A Sly Game Of 'Liar's Poker'

The Bosnian war was fought on three widely separated fronts last week. Serb forces continued their assault on the Muslim enclave of Bihac. Republican leaders pressed their siege of Bill Clinton's White House, demanding bolder action against the Serbs. And France and Britain launched a brisk counterattack -- warning that if Clinton followed the Republican lead, the Europeans would pull their peacekeepers out of Bosnia and demand thousands of U.S. ground troops to cover their retreat. Except for the pounding of Bihac, the strife was mostly talk. Bob Dole and Newt Gingrich seemed as interested in embarrassing Clinton as in taking on the Serbs. And the Europeans weren't about to withdraw their peacekeepers. ""Poker is an American game,'' said a French official. ""Very well, we are playing poker menteur, liar's poker. We say we will withdraw, if . . . Let Mr. Dole see if that is a bluff or not.''

For the moment, at least, it was a bluff. The allies knew that if they withdraw from Bosnia, the United States would be free to do exactly what the Europeans fear -- bomb the Serbs and arm the Muslims -- which could wreck NATO and widen the war. The threat to pull out the United Nations ""protection force'' was not aimed solely at the Republicans; it was also a warning to both the Muslims and the Serbs. The departure of the peacekeepers would almost certainly lead to the fall of Muslim enclaves and confront the predominantly Muslim government with a grave humanitarian crisis. For the Serbs, a U.N. withdrawal would mean the loss of human shields that have protected them from NATO air attacks.

For both sides, the message was that a negotiated settlement would be better than a bigger war later on. The mandate for the U.N. force expires next March, and at that point, the Europeans may need the help of some 25,000 U.S. troops for a difficult extraction (page 38). The outlook for peacemaking is further complicated by the fact that relations between Russia and the West are souring rapidly (page 39).

As his Bosnian policy crumbled during the past month, President Clinton frequently seemed detached from the issue, aides said. His foreign-policy advisers had to make tough decisions with less guidance than usual from the top, and some of them, notably Defense Secretary William Perry, took matters into their hands. The administration zigged and zagged, exasperating its allies and presenting the Republicans with a fat political target. A chronology of the month in which the administration ran out of wiggle room on Bosnia:

No one should have been surprised when Washington announced it would no longer help enforce the naval embargo on arms shipments to Bosnia. The action was required by legislation that Democratic leaders drafted to head off a tougher proposal from Dole, who wanted to unilaterally lift the embargo. The allies knew the U.S. dropout was coming, but Washington had assured them that it would continue to supply intelligence information on suspect shipping in the Adriatic. Then, after the Republican victory, the administration reneged on the promise, infuriating the British in particular.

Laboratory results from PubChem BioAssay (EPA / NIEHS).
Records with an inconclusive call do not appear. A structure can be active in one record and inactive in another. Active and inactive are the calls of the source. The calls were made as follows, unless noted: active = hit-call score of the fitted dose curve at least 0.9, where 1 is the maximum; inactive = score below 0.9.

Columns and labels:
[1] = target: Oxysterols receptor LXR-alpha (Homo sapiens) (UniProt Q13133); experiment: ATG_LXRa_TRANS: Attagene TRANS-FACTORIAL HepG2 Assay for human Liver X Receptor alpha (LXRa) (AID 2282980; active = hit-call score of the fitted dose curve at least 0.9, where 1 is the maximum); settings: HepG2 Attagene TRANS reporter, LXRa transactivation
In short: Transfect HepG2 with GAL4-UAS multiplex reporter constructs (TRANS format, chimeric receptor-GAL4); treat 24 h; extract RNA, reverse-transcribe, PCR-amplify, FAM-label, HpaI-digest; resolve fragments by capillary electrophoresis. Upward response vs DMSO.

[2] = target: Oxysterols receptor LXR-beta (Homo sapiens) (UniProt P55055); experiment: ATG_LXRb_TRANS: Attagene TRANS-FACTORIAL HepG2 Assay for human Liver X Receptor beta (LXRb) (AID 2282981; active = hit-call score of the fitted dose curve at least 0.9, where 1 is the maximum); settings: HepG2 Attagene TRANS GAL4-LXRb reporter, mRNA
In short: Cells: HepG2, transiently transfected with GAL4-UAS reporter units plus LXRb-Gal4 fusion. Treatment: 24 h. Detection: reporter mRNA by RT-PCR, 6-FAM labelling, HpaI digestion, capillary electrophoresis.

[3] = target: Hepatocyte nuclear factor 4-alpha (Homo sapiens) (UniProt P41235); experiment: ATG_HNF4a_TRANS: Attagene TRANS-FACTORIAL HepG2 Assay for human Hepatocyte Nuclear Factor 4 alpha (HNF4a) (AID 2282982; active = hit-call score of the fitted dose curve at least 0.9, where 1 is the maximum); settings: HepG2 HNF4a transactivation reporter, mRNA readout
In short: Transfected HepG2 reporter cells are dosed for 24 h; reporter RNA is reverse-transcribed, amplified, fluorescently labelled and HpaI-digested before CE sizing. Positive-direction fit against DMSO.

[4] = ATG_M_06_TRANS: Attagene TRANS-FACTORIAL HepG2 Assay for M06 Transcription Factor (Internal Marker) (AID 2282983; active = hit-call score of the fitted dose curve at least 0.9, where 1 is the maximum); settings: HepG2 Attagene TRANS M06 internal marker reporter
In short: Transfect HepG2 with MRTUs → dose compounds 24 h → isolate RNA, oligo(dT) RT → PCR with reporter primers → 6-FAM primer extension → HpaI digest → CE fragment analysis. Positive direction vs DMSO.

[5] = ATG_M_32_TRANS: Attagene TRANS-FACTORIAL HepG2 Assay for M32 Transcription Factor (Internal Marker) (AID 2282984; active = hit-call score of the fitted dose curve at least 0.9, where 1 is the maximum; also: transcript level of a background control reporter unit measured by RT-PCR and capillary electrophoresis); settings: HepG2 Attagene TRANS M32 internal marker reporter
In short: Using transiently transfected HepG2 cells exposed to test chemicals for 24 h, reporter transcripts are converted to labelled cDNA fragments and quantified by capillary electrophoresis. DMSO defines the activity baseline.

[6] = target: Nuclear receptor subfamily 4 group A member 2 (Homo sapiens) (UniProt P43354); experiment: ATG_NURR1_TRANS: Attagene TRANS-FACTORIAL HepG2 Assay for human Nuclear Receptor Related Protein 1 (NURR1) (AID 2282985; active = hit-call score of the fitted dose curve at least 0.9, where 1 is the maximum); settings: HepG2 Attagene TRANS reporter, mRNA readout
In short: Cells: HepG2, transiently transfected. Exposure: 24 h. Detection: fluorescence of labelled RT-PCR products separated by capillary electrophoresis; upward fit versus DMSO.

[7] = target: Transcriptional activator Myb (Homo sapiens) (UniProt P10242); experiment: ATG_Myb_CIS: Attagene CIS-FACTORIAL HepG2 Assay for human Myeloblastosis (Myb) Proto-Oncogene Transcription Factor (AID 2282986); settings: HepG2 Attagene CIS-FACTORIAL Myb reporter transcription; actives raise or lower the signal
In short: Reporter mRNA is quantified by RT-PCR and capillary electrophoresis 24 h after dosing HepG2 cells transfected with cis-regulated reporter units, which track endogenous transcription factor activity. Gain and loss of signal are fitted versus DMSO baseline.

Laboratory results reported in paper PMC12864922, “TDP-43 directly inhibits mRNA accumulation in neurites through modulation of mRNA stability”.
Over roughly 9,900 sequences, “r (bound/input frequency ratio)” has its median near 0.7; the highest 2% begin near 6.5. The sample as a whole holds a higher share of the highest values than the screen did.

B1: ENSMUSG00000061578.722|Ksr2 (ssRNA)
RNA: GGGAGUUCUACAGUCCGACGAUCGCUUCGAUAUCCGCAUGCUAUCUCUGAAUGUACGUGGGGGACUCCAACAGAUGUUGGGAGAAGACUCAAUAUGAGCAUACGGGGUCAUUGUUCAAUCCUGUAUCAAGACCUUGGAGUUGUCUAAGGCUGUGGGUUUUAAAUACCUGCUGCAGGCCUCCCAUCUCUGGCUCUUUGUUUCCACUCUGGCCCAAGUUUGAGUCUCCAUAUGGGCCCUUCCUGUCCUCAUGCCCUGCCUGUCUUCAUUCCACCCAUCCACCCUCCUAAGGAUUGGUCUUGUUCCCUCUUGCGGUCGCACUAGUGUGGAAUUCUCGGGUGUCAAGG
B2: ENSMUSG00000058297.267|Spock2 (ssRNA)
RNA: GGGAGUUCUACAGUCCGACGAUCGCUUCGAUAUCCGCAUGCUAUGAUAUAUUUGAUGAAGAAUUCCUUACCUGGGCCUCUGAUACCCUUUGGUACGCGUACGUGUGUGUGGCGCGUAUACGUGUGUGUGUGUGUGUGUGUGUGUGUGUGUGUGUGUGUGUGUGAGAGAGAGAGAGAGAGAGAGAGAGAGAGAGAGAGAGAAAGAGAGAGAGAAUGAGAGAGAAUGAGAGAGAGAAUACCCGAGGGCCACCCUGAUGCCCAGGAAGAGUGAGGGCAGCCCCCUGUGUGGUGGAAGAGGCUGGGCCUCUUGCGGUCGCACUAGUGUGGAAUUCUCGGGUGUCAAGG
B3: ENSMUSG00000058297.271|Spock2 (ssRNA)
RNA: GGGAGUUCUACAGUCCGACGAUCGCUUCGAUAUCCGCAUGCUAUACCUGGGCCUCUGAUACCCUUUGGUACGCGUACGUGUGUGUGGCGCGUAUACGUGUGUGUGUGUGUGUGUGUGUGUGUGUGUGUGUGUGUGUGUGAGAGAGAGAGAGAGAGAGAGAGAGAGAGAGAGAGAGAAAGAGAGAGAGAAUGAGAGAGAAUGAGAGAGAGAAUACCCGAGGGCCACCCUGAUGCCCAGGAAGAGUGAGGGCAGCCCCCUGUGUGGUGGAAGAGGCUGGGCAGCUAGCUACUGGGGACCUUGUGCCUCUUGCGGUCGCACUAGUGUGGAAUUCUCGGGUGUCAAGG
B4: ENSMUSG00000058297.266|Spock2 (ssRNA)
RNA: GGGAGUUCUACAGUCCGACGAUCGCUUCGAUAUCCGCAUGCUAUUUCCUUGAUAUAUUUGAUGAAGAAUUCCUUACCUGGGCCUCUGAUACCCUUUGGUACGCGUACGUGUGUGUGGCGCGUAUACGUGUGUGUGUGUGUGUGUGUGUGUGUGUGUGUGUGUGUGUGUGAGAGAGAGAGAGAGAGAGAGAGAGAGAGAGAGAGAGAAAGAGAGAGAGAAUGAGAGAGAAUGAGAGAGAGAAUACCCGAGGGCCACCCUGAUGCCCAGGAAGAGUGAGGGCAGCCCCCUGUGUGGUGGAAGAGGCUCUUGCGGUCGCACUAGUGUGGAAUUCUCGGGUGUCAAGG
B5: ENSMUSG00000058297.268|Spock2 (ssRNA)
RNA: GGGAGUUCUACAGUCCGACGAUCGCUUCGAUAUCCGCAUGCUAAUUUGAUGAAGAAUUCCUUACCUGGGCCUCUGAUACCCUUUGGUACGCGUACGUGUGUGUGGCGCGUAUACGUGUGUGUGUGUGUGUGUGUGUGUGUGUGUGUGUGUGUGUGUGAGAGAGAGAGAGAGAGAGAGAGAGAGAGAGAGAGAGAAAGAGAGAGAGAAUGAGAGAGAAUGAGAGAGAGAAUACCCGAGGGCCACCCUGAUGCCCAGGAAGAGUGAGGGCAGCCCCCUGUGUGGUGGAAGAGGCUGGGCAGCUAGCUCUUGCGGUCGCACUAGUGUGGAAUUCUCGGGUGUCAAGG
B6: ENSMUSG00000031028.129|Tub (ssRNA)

On the next day, an administration team led by Perry met to discuss the creation of an ""exclusion zone'' enforced by air power, to stop the Serb attack on Bihac. The allies wouldn't buy it. They pointed out that the Bosnian Muslims started the latest round of fighting by launching an offensive from Bihac, a U.N.-protected ""safe area.'' Said a European diplomat: ""If Washington wasn't prepared to tell the Bosnian forces to cease and desist, then when the Serbs [counterattacked], you can't ask us to step in and bomb them back to their original lines.''

In a last-ditch bid for support, Clinton called French President Francois Mitterrand. According to U.S. officials, Mitterrand said he would reconsider the proposal for an exclusion zone. But on Thanksgiving he called back and said protecting Bihac would require more ground troops. Clinton's basic policy on Bosnia -- use the threat of air power to promote a negotiated settlement -- had come to a dead end. Over lunch the next day, Perry and Secretary of State Warren Christopher began to draw up a new policy. Their aim was to save NATO, not Bosnia. Before meeting the allies in Brussels, Christopher told reporters that Europe needed a new ""security architecture'' to prevent future Bosnias.